Most of us know Laura Branigan's 1982 hit version of "Gloria," a perversely upbeat anthem for a woman with serious emotional issues. But the earworm tune originated in 1979 with Umberto Tozzi's "Gloria," a love song with lyrics that paid unironic tribute to its subject.
Tozzi's is the version of "Gloria" heard in this Chilean drama from cowriter-director Sebastián Lelio, whose 58-year-old heroine is, naturally, named Gloria (Paulina García). Yet the range of reactions the film provokes in viewers is as vast as the distance between the song's two popular incarnations. Some critics have come away asserting that, like Branigan, Lelio puts his main character under a merciless microscope. Others see a celebration of Gloria's spirit and resilience — a love song of a movie.
Perhaps these reactions to Gloria say less about the film than about the viewer, and specifically the viewer's feelings about frank depictions of older people having sex on screen. Lelio's camera is clear about its allegiance: It's always close to Gloria, focusing where she focuses, ensuring that we see little more of her world than she does. The film is a showcase for García's rich and varied performance. When it comes to finding meaning in Gloria's story, though, Lelio leaves that up to us.
We first meet Gloria at a dance club for the older crowd, scoping out men. She's single with two grown kids, an ex, a grandkid, a job and a crazy neighbor upstairs. When a hairless cat sneaks into her apartment, she evicts it self-righteously, as if suspecting the universe of trying to turn her into a cat lady.
To avert that outcome, Gloria embarks on a romance with soft-spoken divorcé Rodolfo (Sergio Hernández). Like Gloria, he's eager to be part of his grown children's lives. But while her kids have declared their independence, Rodolfo's demand a degree of attention and loyalty that compromises the relationship.
It's a small, realistic conflict that Gloria handles with admirable straightforwardness. (So, in fact, does Gloria the character.) Yet, as ordinary scene follows ordinary scene, viewers may find themselves frustrated with all this down-to-earthness. There's nothing grand, tragic or special about Gloria's goals: She wants human connection. She enjoys the sappy illusions of love songs, but she's reasonably skilled at the tools of real relationships: seduction, negotiation and compromise.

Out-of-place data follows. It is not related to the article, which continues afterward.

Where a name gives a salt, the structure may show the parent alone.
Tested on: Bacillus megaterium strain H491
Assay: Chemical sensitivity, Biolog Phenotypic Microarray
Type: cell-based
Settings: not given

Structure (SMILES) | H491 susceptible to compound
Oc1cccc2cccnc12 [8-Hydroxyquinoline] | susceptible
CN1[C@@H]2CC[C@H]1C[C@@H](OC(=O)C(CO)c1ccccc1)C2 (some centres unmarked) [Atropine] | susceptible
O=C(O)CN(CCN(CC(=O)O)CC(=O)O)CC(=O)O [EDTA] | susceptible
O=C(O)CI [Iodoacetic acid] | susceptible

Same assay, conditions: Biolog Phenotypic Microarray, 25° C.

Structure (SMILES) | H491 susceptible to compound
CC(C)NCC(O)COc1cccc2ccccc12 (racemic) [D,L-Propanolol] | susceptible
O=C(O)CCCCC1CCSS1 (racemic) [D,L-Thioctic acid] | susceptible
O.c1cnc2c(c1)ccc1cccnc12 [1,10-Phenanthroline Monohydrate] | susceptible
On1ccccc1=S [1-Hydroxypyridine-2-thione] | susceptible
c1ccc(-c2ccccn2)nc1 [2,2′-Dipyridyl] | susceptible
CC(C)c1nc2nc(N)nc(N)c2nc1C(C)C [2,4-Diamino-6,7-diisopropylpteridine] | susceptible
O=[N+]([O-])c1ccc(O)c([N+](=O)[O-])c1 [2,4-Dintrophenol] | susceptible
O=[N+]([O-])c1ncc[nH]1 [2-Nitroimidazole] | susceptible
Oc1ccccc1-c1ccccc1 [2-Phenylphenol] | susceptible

Only the voice of Gloria's upstairs neighbor, ranting to no one about his existential crises, hints at the true stakes of her conflict. He appears to have succumbed to the fate of Branigan's Gloria, a manic loneliness full of "voices in your head."
Gloria's shifting reactions to the neighbor — who remains invisible until the film's final scenes — mirror ours to her. Everything she dreads for her future, she projects onto the stranger. Yet, when he appears at last, he's no longer so frightening. Nor, perhaps, is the prospect of growing old without a partner, which Gloria confronts each time she questions her relationship with Rodolfo.
The audience's own presumed fear of that fate is written into the film's subtext; it's certainly one reason we don't see more movies about single women of Gloria's age. (When we do, they're generally frothy, fantasyland rom coms where everybody is rich.) By presenting Gloria without judgment, painting her as neither a triumphant standard bearer for sex at 60 nor a deluded youth chaser, Lelio creates a film that sneaks up on viewers much more artfully than the strident beat of "Gloria." By the end, oddly enough, it's almost as hard to get out of your head.